In the early 1950s, Golay studied binary sequence pairs whose autocorrelation properties allow the isolation of particular wavelengths in a multislit spectrometer design. Golay's initial results were disappointing, and he turned his attention to what are now called Golay complementary sequences. Jane Wodlinger and I revisited the original problem in 2012, showing that Golay had overlooked two examples and that all known examples can be constructed from perfect Golomb rulers.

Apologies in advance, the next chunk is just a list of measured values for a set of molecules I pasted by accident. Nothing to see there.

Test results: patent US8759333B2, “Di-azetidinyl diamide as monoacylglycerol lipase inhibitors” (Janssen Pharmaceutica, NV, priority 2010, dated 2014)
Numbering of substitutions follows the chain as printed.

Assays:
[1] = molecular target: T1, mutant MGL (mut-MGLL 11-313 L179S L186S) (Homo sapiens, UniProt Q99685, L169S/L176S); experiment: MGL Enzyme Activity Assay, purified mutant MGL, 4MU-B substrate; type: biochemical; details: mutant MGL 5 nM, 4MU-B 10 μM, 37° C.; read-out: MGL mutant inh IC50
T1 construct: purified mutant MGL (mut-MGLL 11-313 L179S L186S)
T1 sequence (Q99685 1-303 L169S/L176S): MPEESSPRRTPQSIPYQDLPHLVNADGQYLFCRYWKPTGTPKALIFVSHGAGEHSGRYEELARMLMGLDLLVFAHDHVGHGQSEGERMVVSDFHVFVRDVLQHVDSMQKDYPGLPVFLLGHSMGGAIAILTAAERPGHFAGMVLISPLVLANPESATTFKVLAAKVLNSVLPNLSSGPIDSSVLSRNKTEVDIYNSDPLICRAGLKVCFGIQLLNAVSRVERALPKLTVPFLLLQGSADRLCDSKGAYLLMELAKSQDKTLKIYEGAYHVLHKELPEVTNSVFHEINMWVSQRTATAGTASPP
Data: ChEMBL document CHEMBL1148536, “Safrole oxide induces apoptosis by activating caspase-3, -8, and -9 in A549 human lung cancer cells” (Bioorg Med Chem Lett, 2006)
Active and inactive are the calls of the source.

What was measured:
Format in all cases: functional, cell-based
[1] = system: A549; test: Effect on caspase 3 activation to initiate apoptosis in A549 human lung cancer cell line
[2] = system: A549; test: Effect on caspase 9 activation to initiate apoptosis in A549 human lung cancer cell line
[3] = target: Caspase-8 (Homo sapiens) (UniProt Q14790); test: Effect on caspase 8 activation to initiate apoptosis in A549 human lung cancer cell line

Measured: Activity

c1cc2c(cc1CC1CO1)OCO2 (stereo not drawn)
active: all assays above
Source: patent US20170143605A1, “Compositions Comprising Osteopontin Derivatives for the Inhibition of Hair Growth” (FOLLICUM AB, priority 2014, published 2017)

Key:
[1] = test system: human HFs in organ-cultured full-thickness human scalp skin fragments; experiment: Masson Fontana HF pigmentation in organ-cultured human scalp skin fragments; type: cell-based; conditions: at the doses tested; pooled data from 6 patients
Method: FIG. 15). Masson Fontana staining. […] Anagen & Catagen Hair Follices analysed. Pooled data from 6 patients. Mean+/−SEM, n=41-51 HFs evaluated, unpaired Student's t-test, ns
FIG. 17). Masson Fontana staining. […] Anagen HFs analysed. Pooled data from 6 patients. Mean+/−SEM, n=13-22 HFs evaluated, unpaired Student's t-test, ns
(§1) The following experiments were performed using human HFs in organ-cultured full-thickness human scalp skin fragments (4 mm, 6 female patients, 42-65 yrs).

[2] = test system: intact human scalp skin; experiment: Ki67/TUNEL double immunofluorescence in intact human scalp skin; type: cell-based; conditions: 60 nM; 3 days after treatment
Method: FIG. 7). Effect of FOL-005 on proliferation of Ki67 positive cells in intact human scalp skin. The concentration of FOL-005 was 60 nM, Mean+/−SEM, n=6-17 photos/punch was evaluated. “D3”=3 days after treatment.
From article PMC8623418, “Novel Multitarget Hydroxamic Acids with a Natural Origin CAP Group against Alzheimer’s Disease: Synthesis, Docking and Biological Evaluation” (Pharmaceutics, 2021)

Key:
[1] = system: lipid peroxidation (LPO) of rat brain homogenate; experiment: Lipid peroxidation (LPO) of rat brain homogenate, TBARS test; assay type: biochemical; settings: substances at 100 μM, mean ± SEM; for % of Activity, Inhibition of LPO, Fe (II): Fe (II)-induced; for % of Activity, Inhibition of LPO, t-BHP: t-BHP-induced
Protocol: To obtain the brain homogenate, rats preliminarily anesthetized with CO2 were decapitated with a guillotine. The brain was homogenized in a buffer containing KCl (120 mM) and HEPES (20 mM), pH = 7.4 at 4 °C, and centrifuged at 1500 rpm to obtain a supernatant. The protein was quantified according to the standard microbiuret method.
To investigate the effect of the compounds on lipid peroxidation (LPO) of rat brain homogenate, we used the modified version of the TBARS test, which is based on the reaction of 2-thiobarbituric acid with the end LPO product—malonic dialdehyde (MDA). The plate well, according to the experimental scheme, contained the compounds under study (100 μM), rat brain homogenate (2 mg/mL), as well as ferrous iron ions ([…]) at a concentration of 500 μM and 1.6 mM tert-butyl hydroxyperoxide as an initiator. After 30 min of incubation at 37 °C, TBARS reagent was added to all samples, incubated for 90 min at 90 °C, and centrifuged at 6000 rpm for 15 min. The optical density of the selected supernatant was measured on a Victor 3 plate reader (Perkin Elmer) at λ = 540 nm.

In 2013, Mark Strange and I further developed the theory by showing that Golay's formulation of the problem in terms of binary sequences is unduly restrictive, and that infinitely many spectrometer designs satisfying all the original physical criteria can be found when the restrictions are relaxed. We gave constructions for such spectrometer designs, involving Golomb rulers and variants, that explain all nontrivial examples of length at most 26 found by exhaustive search.